Twelve Pole (2017)

Twelve PoleA good opening scene that grabs the viewers attention is very important for setting the tone of your film, especially in a horror movie. Conversely, when the opening of your film is so misguided that the audience is already rolling their eyes at minute one, you’re not off to a great start. Unfortunately, this is the case for Twelve Pole, which makes an incredibly lame attempt to be edgy by opening the film with a voice-over, warning the viewer about how graphic the movie is. Problem is, actual warnings like that aren’t a thing! Legitimately hardcore films don’t bother with such gimmicks, and for a film that doesn’t even qualify as Extreme Cinema, they’ve got some nerve pretending that a warning is required. Still, you can’t judge an entire film by a single misstep in the beginning, so let’s see how well the film itself holds up.

In a plot that can be best summed up as “Redneck Amityville Horror” a group of good ol’ boys purchase a dilapidated house in order to fix it up themselves and sell it for a profit. The fact that a violent crime had been previously committed on the property means that the house is a real steal, but naturally, it isn’t long before the cursed property starts affecting the men in strange and horrifying ways.

The first thing I have to say about this film is that at least everybody tries, which is not something to be taken for granted. Being that it’s a micro-budget film, the acting is bound to fall on the wrong side of realistic, but there is at least a sense that the cast is fully committing. I also appreciate that, while it may not be the most ground-breaking concept, at least it doesn’t take place in the fucking woods, and the story itself is something that is well suited to a single primary location and a small central cast.

There is certainly nothing wrong with a classic haunted house set-up, and the fact that certain characters start behaving in drastically different ways after being in the house too long, is a time-tested concept that is effectively unsettling. In fact, the overall concept is a very solid one, and basing a film around real-world anxieties, such as buying a house, is a smart, logical setting for a horror film. Unfortunately, Twelve Pole also makes some very illogical choices, such as having two of the characters spend the weekend in the abandoned house to guard it (!) until the locks are changed. That’s also not a thing! Why would you need to guard an abandoned house that sat there untouched for years and doesn’t even have any of your stuff in it yet?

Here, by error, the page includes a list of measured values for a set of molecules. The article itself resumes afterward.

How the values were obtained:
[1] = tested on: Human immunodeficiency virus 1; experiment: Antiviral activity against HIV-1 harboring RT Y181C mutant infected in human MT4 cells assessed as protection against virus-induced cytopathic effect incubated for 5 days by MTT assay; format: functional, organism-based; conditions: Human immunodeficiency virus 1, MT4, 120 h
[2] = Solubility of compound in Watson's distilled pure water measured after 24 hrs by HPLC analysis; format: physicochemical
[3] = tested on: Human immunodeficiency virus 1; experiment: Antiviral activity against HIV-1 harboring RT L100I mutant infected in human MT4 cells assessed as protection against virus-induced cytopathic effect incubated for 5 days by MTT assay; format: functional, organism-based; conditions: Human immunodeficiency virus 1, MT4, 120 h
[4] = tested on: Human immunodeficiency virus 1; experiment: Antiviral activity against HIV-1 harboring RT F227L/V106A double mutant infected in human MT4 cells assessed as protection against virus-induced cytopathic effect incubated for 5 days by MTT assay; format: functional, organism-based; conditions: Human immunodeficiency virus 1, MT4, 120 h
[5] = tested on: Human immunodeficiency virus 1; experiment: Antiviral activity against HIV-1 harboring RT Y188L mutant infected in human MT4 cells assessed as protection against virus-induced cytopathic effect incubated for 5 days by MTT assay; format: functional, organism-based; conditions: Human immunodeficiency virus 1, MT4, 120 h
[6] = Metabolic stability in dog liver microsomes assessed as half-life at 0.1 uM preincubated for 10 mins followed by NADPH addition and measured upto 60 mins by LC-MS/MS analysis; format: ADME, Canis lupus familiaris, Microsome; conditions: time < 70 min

There is one key area that this film does really deliver in though, and that is the gore. While this may not be an example of Extreme Cinema, there is no denying that it is plenty bloody. That, in and of itself, isn’t always a wholly positive trait in micro-budget films, but what sets Twelve Pole apart from many of it’s contemporaries is that it pulls off the effects very well. From a gloriously realistic hanging to ripped out throats, graphically broken limbs, barbwire strangling, disembowelments, and so much more, the uncompromising violence is by far the best part of this experience.

Since the gruesome parts of this movie are so well done and many of the scenes in between are weighed down with lackluster static shots and awkward, stilted dialogue, I honestly feel that this would be far better if it was trimmed down to a short film. At 20-30 minutes Twelve Pole could be a visceral, kick-ass ride that grabs the audience by the throat and gets right down to business. As it is, the good parts are there, but the lack of convincing characters and a less than compelling plot make it hard to justify waiting for them.

*Reviewer’s Note: After my review posted, I was contacted by the film’s director, Sam Hodge, who let me know that he will be removing the opening warning from the final version of the film, which I think will be a substantial improvement.

2-stars-red

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